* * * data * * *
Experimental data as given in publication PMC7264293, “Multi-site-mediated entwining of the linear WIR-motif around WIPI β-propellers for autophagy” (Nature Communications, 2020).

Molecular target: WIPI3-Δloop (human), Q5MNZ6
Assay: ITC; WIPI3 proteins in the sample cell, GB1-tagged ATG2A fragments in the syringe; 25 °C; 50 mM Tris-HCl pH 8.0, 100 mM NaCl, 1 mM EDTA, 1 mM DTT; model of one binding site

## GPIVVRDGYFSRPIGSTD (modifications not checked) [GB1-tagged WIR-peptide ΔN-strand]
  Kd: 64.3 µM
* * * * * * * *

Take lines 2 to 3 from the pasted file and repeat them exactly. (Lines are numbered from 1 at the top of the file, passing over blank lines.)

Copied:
Molecular target: WIPI3-Δloop (human), Q5MNZ6
Assay: ITC; WIPI3 proteins in the sample cell, GB1-tagged ATG2A fragments in the syringe; 25 °C; 50 mM Tris-HCl pH 8.0, 100 mM NaCl, 1 mM EDTA, 1 mM DTT; model of one binding site